The movie certainly does not break any new ground. In fact, it assumes we are familiar with old ground. Some of the clichés are cursory because we know them so well why bother wasting screen time. The three wives represent the three stereotypes. They get their minute and then bookend the movie with another minute. One of the men gets a sidekick but he is just there to remind us of “Short Round”. At least the unit is not stereotyped, because the movie has no time to develop any other than Nelson, Spencer, and Diller. I assume one of the others is from Brooklyn, but all I know is one wears glasses and another is black. Nelson is the stereotypical green officer who will have to earn the respect of his battle-hardened crew. Spencer is the wise noncom. Diller is the flippant everyman. Dostum is a fairly interesting character. He gives us the Afghan perspective and you understand why he is skeptical of the American sticktoativeness. Unfortunately, the screenwriter makes him a sage. He’s like a Native American in a modern Western. In fact, the horses are not the only element that reminds of a cowboy movie. There is a charge straight out of “She Wore a Yellow Ribbon”. There is a villain like Magua from “Last of the Mohicans”. To establish his extreme hissability, he executes a teacher of girls. This Bin Laden lookalike wears a very redundant black and sticks around for the classic showdown with Dostum.
People will go to see the movie for two reasons: Chris Hemsworth and combat. A teenage girl walked into the theater and at first I thought she was in the wrong place and then I remembered who the star was. He is pretty good, but the role is unchallenging. He suffers no real command anguish and is always right. The combat is surprisingly unengaging. There is plenty of ammo expenditure and plenty of hajji slaughtering, but I think we are beyond cheering that. Do we also have to be reminded that Special Operatives are killing machines? Hell, these guys not only are able to ride horses competently with little instruction beyond point its head in the direction you want to go, but they can accurately mow down bad guys while charging. They don’t need to be able to reload at full gallop, thankfully. It’s a movie! Bruckheimer must have looked over Fuglsig’s shoulder to make sure even the kitchen sink got in. There are certainly lots of explosions. In fact, the big “here we go” moment comes when a B-52 is brought in, but this results in a very underwhelming air strike for anyone familiar with how devastating those could be. But then, what fun would it be if all the Taliban were vaporized from above. Strangely, the movie gives the bad guys tanks and then only one round is fired. You see what I meant by WTF?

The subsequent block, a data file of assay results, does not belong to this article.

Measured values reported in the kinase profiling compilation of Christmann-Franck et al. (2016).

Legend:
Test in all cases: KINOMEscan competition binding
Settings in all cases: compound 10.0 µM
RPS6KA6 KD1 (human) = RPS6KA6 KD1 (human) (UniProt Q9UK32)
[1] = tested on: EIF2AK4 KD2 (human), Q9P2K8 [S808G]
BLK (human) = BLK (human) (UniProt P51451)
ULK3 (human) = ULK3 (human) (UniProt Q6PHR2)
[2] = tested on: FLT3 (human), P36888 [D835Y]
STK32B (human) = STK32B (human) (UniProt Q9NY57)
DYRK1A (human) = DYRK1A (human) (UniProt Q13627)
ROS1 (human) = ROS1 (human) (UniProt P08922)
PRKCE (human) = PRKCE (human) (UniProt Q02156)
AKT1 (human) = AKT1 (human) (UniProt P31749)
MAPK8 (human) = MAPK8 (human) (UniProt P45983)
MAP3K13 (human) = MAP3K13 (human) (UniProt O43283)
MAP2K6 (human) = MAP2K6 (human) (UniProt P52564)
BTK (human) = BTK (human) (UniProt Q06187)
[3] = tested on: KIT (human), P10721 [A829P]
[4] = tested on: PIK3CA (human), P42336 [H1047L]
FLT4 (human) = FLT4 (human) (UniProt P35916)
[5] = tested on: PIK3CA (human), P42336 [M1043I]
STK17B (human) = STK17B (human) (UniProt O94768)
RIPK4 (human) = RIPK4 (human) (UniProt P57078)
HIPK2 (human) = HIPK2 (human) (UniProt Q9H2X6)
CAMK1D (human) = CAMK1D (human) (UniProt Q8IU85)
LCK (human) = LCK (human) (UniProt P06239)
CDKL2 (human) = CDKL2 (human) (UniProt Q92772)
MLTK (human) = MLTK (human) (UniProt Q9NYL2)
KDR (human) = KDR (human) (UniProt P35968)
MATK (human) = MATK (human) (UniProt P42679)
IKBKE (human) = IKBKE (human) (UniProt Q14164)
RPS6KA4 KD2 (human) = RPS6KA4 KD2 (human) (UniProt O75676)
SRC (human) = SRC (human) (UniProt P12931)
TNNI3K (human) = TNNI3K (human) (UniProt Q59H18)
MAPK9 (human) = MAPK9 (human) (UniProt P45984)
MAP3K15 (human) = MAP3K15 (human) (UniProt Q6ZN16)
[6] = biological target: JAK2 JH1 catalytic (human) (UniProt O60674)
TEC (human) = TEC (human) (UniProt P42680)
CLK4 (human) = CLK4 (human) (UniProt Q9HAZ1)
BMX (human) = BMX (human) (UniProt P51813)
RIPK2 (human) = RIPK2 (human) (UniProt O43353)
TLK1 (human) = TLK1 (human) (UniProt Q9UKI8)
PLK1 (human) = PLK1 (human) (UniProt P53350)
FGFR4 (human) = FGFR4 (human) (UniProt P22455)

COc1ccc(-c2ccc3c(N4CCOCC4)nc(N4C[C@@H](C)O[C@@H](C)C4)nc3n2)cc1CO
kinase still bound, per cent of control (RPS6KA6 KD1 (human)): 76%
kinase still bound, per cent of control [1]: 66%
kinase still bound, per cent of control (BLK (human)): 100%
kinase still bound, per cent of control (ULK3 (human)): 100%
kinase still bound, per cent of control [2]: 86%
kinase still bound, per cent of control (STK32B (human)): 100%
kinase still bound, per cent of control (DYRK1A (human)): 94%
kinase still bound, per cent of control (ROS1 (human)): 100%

For a war movie lover, fidelity to the facts can overcome clichés and silliness. I have not read the book yet (so I’ll be reposting in the future), but my research has so far confirmed my concerns. Basically, the gist of the story is true. ODA 595 was inserted with the mission outlined in the movie. The Americans did call in air support that was instrumental in the capture of Mazar-e-Sharif. They did travel on horses and face terrible odds. The names of the team members were changed (for no good reason), and only Nelson (Mark Nutsch) and Spencer (Joe Jung) were in the unit. Dostum is a real person and although probably not a sage, is pretty close to the side-switching warlord. I seriously doubt the villainous Rezzan killed his family. Nutsch has stated that the movie is close enough, but his description of the action as “artistic license” is a big red flag. I don’t question the bravery and accomplishments of the men, but the combat is unbelievable and unrealistic.
In conclusion, I will remind you that my reviews are of war movies by a war movie lover. Some will see this movie and find it entertaining, which is fine. But I warn war movie lovers that they may find it disappointing. It does a service by telling the story of the first heroes of Operation Enduring Freedom, but it lays it on too thick. No matter what your feelings are about artistic license, war movie lovers may also be disappointed by the lazy reliance on clichés. Still, it is the rare war movie that makes it to the screen these days. We have to take what we can get. It would be nice if the theater-going matched the anticipation. Come on “Seven Days in Entebbe”, don’t let me down!
GRADE = C